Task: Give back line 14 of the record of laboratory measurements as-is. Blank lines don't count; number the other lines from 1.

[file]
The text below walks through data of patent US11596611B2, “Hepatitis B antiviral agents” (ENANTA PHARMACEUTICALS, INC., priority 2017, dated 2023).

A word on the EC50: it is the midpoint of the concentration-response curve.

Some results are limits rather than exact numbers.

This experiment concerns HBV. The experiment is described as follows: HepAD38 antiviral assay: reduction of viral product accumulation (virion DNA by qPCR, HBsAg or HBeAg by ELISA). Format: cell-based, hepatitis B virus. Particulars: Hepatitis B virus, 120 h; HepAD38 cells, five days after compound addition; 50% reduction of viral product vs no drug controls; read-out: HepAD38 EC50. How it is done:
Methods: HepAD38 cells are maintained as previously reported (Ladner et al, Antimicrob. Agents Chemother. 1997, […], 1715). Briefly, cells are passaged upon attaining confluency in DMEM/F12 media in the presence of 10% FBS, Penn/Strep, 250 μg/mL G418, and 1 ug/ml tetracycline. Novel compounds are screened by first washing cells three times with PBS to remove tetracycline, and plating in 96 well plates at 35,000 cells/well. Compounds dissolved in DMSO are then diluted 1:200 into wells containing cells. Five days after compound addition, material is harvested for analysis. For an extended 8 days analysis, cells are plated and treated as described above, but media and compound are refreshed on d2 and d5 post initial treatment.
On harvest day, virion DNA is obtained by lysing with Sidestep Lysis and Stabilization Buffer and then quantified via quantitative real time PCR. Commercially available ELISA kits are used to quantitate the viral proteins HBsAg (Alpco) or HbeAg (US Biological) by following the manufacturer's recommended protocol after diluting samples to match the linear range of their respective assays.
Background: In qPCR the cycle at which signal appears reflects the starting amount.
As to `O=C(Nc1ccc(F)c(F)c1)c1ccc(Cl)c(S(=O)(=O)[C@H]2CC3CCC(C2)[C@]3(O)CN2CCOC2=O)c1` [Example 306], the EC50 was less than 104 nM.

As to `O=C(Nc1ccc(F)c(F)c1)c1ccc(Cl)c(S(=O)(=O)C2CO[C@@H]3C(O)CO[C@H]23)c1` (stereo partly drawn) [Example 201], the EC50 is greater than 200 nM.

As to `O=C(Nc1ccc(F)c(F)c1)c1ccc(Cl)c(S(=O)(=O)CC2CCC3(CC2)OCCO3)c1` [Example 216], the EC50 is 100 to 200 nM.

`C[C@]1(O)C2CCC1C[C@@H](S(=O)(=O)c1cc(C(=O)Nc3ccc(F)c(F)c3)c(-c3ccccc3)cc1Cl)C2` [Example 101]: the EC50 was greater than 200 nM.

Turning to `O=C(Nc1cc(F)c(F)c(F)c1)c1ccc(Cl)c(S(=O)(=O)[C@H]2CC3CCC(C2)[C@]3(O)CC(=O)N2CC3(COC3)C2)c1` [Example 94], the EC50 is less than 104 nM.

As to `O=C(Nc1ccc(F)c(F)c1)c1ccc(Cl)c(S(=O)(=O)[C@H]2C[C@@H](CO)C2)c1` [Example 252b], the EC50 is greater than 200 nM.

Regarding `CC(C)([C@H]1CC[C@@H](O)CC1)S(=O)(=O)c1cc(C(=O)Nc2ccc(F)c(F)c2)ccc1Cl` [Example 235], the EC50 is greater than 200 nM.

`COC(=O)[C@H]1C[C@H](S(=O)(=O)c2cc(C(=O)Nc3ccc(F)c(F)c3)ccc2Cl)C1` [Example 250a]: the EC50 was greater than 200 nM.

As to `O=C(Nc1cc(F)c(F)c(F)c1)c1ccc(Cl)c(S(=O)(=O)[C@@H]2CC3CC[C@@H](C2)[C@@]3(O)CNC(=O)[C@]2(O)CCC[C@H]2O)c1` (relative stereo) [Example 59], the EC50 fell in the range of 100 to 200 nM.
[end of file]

Regarding `CC(C)([C@H]1CC[C@@H](O)CC1)S(=O)(=O)c1cc(C(=O)Nc2ccc(F)c(F)c2)ccc1Cl` [Example 235], the EC50 is greater than 200 nM.